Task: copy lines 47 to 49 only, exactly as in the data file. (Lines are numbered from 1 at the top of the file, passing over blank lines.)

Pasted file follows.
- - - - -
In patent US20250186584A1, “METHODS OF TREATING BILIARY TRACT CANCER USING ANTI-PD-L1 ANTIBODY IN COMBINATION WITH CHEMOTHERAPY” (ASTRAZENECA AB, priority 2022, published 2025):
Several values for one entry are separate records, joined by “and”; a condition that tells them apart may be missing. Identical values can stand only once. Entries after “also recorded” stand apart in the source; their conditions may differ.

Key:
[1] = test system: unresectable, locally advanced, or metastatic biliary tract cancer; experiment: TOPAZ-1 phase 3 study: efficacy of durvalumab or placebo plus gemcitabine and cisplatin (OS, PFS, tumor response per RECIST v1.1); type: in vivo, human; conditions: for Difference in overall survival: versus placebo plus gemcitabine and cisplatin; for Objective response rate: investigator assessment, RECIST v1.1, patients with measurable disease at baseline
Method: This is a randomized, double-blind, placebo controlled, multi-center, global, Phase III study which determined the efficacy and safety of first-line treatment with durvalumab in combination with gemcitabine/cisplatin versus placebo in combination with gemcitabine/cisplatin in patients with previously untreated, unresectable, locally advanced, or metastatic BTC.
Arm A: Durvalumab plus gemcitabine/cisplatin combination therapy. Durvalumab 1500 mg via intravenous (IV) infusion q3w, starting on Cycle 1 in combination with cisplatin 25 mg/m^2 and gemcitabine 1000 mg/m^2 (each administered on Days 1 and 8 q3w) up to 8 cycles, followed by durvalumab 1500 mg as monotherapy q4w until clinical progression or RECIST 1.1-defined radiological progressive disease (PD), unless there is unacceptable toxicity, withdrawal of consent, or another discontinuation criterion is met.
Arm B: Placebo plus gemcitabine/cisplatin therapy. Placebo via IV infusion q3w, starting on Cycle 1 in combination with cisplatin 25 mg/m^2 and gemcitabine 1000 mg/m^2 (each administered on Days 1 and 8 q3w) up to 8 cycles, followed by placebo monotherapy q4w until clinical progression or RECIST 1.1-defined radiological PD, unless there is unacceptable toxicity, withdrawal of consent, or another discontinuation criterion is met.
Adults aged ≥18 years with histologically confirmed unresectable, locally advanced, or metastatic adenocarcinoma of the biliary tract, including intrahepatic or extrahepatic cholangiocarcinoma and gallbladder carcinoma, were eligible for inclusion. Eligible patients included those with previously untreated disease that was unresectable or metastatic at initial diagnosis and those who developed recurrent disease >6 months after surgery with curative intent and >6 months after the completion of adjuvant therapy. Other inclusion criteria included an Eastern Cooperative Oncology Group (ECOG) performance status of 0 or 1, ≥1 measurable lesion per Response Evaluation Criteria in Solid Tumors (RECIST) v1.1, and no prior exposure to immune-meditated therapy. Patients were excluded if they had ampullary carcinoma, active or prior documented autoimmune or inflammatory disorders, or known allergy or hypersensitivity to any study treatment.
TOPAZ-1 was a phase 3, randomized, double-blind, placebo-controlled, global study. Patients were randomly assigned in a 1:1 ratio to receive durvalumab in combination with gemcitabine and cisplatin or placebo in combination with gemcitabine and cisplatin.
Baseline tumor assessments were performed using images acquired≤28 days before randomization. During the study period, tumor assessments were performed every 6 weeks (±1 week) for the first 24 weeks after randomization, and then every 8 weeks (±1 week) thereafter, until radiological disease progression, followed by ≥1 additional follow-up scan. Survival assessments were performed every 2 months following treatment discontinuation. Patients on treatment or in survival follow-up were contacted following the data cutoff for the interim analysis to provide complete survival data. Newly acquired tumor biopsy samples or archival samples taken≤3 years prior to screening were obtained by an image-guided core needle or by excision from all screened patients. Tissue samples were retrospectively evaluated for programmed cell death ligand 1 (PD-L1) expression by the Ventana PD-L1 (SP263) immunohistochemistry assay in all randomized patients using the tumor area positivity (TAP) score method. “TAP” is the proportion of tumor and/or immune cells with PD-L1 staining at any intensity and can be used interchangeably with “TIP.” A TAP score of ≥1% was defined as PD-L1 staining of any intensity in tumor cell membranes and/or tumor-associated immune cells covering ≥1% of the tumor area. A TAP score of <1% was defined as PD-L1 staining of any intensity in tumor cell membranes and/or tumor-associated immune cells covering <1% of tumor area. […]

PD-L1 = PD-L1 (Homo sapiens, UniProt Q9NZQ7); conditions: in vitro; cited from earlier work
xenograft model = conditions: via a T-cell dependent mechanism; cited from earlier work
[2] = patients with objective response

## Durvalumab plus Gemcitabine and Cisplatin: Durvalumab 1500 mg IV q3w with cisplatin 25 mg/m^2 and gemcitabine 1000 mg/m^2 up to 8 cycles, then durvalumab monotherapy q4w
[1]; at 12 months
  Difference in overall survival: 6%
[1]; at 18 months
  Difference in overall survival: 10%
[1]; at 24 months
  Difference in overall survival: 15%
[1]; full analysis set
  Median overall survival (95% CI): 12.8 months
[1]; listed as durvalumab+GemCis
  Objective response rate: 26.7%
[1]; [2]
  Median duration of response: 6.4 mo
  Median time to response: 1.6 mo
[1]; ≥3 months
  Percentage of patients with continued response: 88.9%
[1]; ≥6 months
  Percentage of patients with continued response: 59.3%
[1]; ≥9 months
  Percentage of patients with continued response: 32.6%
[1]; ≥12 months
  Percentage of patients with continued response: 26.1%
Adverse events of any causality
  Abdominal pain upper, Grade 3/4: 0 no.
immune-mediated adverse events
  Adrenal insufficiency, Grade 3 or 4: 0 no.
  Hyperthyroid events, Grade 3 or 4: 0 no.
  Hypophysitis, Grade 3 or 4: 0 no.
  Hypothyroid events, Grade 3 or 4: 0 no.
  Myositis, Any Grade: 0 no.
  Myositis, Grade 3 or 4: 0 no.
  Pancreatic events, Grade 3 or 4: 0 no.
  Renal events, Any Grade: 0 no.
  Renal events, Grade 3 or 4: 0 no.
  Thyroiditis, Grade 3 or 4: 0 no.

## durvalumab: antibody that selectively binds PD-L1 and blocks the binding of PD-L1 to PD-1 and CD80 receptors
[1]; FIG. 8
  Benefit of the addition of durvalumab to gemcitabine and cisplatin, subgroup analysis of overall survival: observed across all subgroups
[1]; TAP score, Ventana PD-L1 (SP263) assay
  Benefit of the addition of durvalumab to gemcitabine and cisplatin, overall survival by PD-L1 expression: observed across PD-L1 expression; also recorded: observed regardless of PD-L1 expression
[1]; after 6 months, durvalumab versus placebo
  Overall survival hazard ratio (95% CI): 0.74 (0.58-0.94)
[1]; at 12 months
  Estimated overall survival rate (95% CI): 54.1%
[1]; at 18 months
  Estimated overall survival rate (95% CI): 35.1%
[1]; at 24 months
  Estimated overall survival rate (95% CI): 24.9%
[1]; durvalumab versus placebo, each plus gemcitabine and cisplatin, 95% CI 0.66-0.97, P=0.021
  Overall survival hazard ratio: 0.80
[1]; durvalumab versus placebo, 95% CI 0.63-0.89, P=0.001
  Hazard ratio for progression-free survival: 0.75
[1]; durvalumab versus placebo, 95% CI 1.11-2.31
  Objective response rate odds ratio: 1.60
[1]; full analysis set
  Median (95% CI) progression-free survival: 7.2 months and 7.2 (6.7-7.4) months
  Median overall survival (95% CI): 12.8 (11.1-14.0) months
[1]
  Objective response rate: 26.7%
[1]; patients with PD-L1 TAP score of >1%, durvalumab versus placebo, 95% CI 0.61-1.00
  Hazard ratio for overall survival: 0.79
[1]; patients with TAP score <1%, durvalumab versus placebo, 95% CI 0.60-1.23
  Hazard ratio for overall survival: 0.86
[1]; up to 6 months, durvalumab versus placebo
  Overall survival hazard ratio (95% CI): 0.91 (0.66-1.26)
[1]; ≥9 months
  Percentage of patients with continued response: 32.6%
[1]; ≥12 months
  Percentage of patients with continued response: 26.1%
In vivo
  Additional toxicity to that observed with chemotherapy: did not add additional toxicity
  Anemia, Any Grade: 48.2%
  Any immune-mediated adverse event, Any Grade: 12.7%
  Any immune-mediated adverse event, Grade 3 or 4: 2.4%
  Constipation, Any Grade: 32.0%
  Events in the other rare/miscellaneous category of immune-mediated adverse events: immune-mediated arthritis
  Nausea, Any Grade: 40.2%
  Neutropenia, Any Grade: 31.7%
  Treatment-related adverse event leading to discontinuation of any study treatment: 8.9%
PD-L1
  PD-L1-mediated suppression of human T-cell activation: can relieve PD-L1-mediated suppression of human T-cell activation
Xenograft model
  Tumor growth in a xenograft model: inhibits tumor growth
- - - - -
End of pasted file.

  Renal events, Grade 3 or 4: 0 no.
  Thyroiditis, Grade 3 or 4: 0 no.

## durvalumab: antibody that selectively binds PD-L1 and blocks the binding of PD-L1 to PD-1 and CD80 receptors